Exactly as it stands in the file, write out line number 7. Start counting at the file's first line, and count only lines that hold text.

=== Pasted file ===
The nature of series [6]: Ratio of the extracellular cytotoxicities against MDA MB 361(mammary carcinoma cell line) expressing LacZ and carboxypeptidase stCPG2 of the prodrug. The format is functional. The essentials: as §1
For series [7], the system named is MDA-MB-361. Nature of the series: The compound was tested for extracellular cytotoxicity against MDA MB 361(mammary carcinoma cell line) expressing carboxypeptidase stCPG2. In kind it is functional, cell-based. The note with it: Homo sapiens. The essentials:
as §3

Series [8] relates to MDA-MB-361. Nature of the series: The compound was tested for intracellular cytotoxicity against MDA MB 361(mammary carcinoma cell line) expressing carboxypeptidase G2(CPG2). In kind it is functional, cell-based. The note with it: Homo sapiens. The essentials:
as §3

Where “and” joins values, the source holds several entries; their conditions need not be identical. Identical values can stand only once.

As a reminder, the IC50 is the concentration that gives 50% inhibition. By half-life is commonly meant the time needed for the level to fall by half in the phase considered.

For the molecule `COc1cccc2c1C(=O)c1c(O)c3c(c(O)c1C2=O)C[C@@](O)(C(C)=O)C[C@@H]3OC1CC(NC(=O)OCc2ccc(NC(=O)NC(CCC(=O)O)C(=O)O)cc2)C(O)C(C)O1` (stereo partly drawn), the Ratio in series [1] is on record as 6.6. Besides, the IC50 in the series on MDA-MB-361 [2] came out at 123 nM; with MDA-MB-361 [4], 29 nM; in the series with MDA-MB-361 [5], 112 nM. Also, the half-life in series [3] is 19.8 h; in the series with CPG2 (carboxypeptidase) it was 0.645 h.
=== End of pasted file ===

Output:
As a reminder, the IC50 is the concentration that gives 50% inhibition. By half-life is commonly meant the time needed for the level to fall by half in the phase considered.